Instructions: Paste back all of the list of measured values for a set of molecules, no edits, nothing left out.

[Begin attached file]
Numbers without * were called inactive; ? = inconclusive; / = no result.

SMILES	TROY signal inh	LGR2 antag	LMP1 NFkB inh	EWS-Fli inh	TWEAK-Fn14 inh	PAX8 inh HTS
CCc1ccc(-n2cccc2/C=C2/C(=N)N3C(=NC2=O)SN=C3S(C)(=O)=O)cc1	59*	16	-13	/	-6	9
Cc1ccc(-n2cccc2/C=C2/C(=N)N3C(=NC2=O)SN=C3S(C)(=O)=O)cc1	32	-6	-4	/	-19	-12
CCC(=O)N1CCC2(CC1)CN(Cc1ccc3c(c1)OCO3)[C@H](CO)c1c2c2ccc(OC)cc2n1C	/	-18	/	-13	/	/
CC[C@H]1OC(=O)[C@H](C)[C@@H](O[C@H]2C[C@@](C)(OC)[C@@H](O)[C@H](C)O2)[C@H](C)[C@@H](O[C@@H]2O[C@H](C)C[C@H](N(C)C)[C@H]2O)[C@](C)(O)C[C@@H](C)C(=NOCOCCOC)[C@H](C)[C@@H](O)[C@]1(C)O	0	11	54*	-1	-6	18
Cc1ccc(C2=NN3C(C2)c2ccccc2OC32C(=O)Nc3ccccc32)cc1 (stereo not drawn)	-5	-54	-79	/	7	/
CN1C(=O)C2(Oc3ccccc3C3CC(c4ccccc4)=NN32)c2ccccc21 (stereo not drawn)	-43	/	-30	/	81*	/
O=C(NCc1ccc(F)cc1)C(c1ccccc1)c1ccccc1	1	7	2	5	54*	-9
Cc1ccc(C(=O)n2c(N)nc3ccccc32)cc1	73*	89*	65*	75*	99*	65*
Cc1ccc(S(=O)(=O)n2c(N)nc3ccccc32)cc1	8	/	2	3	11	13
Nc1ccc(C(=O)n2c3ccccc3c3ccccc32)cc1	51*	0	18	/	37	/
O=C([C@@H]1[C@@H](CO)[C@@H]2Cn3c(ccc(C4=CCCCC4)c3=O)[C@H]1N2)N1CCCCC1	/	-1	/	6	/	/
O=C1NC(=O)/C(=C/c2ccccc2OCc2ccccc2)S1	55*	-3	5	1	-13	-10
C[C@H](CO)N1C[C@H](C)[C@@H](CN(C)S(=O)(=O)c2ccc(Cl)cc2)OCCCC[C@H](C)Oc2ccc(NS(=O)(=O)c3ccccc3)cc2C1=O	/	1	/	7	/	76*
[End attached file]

Numbers without * were called inactive; ? = inconclusive; / = no result.

SMILES	TROY signal inh	LGR2 antag	LMP1 NFkB inh	EWS-Fli inh	TWEAK-Fn14 inh	PAX8 inh HTS
CCc1ccc(-n2cccc2/C=C2/C(=N)N3C(=NC2=O)SN=C3S(C)(=O)=O)cc1	59*	16	-13	/	-6	9
Cc1ccc(-n2cccc2/C=C2/C(=N)N3C(=NC2=O)SN=C3S(C)(=O)=O)cc1	32	-6	-4	/	-19	-12
CCC(=O)N1CCC2(CC1)CN(Cc1ccc3c(c1)OCO3)[C@H](CO)c1c2c2ccc(OC)cc2n1C	/	-18	/	-13	/	/
CC[C@H]1OC(=O)[C@H](C)[C@@H](O[C@H]2C[C@@](C)(OC)[C@@H](O)[C@H](C)O2)[C@H](C)[C@@H](O[C@@H]2O[C@H](C)C[C@H](N(C)C)[C@H]2O)[C@](C)(O)C[C@@H](C)C(=NOCOCCOC)[C@H](C)[C@@H](O)[C@]1(C)O	0	11	54*	-1	-6	18
Cc1ccc(C2=NN3C(C2)c2ccccc2OC32C(=O)Nc3ccccc32)cc1 (stereo not drawn)	-5	-54	-79	/	7	/
CN1C(=O)C2(Oc3ccccc3C3CC(c4ccccc4)=NN32)c2ccccc21 (stereo not drawn)	-43	/	-30	/	81*	/
O=C(NCc1ccc(F)cc1)C(c1ccccc1)c1ccccc1	1	7	2	5	54*	-9
Cc1ccc(C(=O)n2c(N)nc3ccccc32)cc1	73*	89*	65*	75*	99*	65*
Cc1ccc(S(=O)(=O)n2c(N)nc3ccccc32)cc1	8	/	2	3	11	13
Nc1ccc(C(=O)n2c3ccccc3c3ccccc32)cc1	51*	0	18	/	37	/
O=C([C@@H]1[C@@H](CO)[C@@H]2Cn3c(ccc(C4=CCCCC4)c3=O)[C@H]1N2)N1CCCCC1	/	-1	/	6	/	/
O=C1NC(=O)/C(=C/c2ccccc2OCc2ccccc2)S1	55*	-3	5	1	-13	-10
C[C@H](CO)N1C[C@H](C)[C@@H](CN(C)S(=O)(=O)c2ccc(Cl)cc2)OCCCC[C@H](C)Oc2ccc(NS(=O)(=O)c3ccccc3)cc2C1=O	/	1	/	7	/	76*